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HEARTBLEED: Yes, the NSA and probably everyone else knows all your passwords
Before the tinfoil hat shit goes out of control:
  • The heartbeat vulnerability is not a computer virus
  • There is nothing to check on your own home computer, because the problem exists on servers
  • You can use a few tools (like Chromebleed) to detect compromised servers
  • Don't change your passwords until you know your website owner has fixed the problem

The problem:

A programmer who worked on OpenSSL, which is very widely used because it's been considered mostly-harmless for so long, made a very rooky programming mistake.

SSL is actually a misnomer. The Internet is mostly secured with Transport Layer Security, or TLS. SSL (secure sockets layer) is what came before TLS. SSL was originally written by some smart people at Netscape back in the 90s who were trying to figure out how to do secure business transactions over the Internet using public key cryptography.

So this programmer who maintains TLS did not do any length checking of data that came in over the network port while copying it around in memory. Further, he trusted the user to specify what the heartbeat message was. We programmers call this "validation".

The reason why this bug was introduced? He was adding in a feature called a "heartbeat". This was added to OpenSSL to improve performance for users who need to send frequent bursts of data at short intervals but want to keep the network connection open. In order to do this, secure "heartbeat" messages are passed between you and the computer you connect to to leave the encrypted network channel open.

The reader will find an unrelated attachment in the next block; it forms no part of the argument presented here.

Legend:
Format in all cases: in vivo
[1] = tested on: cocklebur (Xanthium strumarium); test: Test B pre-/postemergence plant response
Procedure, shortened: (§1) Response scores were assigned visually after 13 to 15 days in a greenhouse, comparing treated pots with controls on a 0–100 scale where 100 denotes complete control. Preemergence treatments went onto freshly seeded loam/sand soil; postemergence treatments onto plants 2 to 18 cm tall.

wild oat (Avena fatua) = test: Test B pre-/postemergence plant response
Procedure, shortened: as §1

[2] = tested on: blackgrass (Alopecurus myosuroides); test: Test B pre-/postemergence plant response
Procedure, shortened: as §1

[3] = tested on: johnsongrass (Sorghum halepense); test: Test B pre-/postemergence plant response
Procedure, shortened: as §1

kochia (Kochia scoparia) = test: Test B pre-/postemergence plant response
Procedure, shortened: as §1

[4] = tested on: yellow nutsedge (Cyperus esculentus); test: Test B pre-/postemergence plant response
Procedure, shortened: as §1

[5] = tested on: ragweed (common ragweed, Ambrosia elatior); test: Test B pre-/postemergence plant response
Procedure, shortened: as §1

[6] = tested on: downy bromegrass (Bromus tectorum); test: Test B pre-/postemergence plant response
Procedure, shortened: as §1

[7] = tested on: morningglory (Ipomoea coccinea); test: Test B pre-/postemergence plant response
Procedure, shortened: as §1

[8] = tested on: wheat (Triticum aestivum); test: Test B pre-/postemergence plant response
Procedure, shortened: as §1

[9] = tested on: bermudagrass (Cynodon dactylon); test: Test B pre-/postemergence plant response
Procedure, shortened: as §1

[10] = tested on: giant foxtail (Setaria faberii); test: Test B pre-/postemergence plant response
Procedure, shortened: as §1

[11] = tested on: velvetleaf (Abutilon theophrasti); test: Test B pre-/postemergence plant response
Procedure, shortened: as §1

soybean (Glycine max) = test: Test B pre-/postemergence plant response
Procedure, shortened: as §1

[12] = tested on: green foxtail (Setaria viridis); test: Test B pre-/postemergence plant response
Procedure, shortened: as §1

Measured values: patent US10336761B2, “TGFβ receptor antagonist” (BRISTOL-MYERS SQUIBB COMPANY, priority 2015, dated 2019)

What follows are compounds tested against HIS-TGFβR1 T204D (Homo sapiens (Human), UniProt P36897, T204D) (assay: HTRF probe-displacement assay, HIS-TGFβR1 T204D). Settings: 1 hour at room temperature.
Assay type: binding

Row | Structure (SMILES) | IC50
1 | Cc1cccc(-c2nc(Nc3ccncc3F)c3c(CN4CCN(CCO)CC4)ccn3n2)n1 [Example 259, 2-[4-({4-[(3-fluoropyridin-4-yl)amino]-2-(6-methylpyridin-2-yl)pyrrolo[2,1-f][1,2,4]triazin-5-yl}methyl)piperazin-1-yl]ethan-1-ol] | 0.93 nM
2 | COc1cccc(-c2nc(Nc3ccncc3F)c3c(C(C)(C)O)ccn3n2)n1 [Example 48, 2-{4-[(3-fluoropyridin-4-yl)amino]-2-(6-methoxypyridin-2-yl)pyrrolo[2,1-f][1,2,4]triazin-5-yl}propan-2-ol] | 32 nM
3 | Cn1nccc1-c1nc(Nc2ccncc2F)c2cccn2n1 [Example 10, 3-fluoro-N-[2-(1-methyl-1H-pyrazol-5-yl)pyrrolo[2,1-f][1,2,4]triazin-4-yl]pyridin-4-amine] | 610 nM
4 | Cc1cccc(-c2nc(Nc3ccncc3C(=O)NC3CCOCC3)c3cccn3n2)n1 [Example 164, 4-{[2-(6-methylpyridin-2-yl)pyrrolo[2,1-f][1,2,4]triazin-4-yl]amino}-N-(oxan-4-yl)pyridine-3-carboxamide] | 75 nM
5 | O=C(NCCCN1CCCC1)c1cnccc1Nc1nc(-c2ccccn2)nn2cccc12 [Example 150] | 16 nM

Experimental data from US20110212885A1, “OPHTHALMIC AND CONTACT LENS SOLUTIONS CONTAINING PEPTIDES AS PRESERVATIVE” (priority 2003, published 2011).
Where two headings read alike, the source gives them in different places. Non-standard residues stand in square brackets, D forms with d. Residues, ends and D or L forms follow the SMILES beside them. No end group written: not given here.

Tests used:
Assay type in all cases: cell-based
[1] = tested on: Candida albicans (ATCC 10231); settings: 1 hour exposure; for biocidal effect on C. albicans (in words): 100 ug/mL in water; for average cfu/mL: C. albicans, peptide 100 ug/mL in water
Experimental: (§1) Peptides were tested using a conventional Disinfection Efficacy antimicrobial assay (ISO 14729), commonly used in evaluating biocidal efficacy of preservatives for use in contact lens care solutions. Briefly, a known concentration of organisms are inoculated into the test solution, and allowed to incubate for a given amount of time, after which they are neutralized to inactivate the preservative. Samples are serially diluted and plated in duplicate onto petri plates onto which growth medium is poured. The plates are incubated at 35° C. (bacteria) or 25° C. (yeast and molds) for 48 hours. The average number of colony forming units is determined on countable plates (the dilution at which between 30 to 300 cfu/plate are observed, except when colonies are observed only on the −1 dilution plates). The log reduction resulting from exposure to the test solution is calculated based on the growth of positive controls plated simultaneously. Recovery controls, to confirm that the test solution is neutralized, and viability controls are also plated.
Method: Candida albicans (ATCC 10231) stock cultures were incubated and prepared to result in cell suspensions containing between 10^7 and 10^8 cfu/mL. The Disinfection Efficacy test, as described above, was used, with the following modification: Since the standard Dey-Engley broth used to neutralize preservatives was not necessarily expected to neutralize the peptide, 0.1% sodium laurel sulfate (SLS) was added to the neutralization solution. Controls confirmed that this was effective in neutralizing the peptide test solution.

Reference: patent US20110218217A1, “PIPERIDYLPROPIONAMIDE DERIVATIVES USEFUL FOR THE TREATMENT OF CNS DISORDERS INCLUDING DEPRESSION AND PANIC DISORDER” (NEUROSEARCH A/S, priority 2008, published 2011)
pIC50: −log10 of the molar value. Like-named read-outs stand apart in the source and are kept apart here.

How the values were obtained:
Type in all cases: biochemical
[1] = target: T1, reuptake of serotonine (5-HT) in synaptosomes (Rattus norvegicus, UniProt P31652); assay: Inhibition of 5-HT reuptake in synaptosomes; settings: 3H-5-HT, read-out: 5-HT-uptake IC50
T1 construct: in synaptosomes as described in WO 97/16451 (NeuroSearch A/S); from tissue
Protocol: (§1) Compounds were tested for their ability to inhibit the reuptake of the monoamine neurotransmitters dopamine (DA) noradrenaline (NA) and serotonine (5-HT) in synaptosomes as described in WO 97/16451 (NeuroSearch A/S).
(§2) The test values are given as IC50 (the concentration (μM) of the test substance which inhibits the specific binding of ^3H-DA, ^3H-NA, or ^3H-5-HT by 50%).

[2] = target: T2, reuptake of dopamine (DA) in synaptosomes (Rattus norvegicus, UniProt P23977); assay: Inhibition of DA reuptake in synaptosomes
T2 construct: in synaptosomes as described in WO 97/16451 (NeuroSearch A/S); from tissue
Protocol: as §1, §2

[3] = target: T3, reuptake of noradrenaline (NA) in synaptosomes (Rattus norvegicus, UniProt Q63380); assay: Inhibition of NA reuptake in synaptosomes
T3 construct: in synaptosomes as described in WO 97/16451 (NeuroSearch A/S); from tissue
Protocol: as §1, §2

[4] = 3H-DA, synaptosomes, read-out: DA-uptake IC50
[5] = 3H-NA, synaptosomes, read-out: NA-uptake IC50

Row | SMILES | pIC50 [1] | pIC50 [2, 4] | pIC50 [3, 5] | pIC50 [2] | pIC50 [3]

The trouble is, because of the way OpenSSL was programmed, you can send trash messages to the server. When they arrive at the server, the programming code doesn't check the bounds of the data and can overread past the point in memory where it is supposed to stop---reading some other part of memory where the program is running. Maybe another user's credit card information is in that memory location. You can overread up to 64KB of memory and the server will send the contents back to you, encrypted. Since you already hold the decryption key, it is trivial to decrypt the message and read the contents.

If you slam the server with enough requests, you can read all sorts of random locations in memory, collecting fragments and then sifting through them looking for chunks of sensitive information, like passwords and things like that. That's Heartbleed.

This vulnerability has existed in OpenSSL since December 2011 and was only discovered a few months ago. When the researchers published a script that easily demonstrates this exploit showing a Yahoo! user's login and passwords, they also collected a list of the Internet's Top 1000 websites and scanned them (most were vulnerable).

The problem is even worse than just sloppy bounds checking in a small piece of C code. The OpenSSL programers decided not to use the memory protection facilities found in most modern compilers and wrote their own. Given that they made this huge flaw in only 5 lines of C code, what else could be lurking in there? It is Open Source, so no doubt more people are auditing OpenSSL looking for more flaws like this and there will be more bugfixes and patches in the future.